Modular Liability Rules
29 Pages Posted: 11 Jun 2001 Last revised: 30 Sep 2015
Date Written: April 1, 2001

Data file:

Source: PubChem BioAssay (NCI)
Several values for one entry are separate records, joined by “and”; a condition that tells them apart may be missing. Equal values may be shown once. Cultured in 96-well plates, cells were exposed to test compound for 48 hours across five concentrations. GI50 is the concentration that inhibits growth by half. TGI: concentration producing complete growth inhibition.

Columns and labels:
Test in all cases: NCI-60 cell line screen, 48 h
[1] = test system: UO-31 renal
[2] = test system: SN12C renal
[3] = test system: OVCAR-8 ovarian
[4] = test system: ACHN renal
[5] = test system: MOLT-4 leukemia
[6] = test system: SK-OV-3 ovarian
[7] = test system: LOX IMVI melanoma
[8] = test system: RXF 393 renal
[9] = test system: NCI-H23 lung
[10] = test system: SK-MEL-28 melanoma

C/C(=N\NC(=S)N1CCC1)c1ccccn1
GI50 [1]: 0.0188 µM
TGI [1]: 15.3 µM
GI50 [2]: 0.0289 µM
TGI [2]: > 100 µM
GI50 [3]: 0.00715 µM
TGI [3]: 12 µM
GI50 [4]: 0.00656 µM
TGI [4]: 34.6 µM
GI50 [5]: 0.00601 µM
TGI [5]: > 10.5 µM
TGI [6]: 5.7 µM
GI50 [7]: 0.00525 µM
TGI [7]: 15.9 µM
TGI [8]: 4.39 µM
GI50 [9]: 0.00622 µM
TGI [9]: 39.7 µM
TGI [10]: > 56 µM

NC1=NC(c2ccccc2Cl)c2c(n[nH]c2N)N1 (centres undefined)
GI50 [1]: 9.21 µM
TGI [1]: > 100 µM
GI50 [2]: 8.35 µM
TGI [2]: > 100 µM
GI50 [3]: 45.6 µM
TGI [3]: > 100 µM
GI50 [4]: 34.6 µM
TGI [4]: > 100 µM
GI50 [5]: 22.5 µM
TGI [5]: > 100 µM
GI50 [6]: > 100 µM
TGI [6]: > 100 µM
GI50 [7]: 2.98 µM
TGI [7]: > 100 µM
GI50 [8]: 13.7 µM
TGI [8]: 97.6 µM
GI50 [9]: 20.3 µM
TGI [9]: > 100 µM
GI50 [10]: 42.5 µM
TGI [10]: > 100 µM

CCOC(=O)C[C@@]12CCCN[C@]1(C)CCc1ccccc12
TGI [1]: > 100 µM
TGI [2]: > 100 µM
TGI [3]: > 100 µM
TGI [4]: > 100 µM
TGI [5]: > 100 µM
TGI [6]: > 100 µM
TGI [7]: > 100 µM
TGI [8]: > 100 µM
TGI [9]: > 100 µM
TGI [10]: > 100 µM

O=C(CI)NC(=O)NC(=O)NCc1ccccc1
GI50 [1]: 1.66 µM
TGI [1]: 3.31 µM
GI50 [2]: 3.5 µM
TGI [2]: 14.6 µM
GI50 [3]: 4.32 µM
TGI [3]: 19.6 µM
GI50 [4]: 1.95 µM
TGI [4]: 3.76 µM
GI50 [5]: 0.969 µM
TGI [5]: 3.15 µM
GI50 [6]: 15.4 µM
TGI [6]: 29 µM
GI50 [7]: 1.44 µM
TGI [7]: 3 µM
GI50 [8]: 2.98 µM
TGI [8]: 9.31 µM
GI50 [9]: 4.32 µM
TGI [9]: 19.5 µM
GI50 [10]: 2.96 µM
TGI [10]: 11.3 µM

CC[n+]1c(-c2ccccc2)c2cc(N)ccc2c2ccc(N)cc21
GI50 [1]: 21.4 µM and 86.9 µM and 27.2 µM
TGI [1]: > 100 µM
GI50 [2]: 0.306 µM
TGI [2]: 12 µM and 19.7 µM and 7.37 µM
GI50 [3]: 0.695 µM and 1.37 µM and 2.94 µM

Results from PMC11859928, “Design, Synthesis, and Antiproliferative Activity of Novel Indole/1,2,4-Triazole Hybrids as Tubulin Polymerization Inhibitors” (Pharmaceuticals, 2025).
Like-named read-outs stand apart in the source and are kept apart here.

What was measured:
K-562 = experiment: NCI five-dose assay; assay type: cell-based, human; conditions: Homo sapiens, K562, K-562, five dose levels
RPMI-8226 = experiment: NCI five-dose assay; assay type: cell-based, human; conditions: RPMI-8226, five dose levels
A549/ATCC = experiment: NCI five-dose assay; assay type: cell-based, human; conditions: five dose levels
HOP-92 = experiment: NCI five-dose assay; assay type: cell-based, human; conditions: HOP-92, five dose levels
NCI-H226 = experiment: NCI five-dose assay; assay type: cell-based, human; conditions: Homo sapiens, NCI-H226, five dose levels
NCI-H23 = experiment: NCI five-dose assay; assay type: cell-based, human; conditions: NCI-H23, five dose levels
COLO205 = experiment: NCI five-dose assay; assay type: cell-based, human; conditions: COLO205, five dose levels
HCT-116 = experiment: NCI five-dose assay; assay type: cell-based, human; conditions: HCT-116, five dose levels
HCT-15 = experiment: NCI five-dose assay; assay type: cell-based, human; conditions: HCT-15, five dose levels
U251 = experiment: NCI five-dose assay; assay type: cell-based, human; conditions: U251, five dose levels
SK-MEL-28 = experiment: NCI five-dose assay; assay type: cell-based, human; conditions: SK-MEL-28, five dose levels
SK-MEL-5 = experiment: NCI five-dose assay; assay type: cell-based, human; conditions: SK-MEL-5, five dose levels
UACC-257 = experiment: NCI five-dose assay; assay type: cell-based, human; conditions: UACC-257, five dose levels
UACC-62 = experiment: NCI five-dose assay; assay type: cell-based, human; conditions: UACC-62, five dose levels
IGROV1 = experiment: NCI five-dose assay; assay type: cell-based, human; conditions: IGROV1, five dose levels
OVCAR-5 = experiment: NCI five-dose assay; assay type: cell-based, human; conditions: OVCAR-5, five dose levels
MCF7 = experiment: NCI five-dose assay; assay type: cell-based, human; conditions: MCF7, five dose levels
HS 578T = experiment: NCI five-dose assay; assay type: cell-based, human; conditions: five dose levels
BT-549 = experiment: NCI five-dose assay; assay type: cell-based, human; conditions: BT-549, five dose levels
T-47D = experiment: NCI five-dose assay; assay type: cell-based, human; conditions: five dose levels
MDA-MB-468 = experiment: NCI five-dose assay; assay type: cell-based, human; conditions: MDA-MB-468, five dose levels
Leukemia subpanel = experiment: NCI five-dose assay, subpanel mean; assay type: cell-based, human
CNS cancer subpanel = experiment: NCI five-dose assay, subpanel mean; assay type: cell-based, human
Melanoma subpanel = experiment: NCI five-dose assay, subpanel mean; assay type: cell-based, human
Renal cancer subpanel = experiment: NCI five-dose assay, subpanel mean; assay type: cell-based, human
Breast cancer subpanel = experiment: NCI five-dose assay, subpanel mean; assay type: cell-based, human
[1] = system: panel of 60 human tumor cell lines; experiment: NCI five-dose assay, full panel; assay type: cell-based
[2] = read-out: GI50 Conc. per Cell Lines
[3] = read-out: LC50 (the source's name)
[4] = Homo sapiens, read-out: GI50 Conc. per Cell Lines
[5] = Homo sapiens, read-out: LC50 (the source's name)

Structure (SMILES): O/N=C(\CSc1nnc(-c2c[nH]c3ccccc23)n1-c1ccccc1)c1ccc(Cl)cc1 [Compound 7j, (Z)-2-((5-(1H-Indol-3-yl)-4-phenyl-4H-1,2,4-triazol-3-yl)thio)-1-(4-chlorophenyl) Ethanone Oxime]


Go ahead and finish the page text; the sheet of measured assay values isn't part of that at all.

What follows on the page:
Recent work has discussed and formalized the conditions under which Liability Rules are superior to Property Rules in a world with "one-sided" incomplete information. These studies demonstrated how Liability Rules achieve higher social welfare by harnessing one party's private information about its own valuation to the process of optimally allocating the entitlement between the parties. This article introduces a new family of Liability Rules hitherto neglected by courts and legal scholars. Modular Liability Rules is a legal regime in which the court applies legal Rules for which the traditional Liability Rules are building blocks; these Rules harness both parties' private information. Whereas in an efficient Liability Rule 2 (for example) a Polluter is granted a call-option to purchase the right to the air (so to speak) with an exercise price that equals the Resident's harm, in Modular Liability Rule 6 5, (for example) a pair of options, rather than a single one, is allocated; the Resident gets a put option to force a transfer of the entitlement (as under Rule 6), but the Polluter has a consecutive put option to sell the entitlement back to the Resident, if he wishes (as under Rule 5). Interestingly, the maximizing joint welfare exercise-price equals, in general and for uniform distributions, to an amount that is the average of one party's maximum estimated valuation and the other party's minimum estimated valuation. Two paradigmatic worlds of two-sided incomplete information are studied: a symmetric world, in which the court's best estimate of the parties' private valuations is that they are identically distributed, and an asymmetric world. In the symmetric world, Modular Liability Rules are in some respects more efficient and more fair (exact definitions are discussed in the article) than the conventional Liability Rules. In the two-sided and asymmetric world, Modular Liability Rules yield higher joint payoff than regular Liability Rules if, and only if, the difference between the parties' means is larger than the difference between their amount of private information (represented by the distribution's support). A practical way to implement these insights in real life situations is offered.
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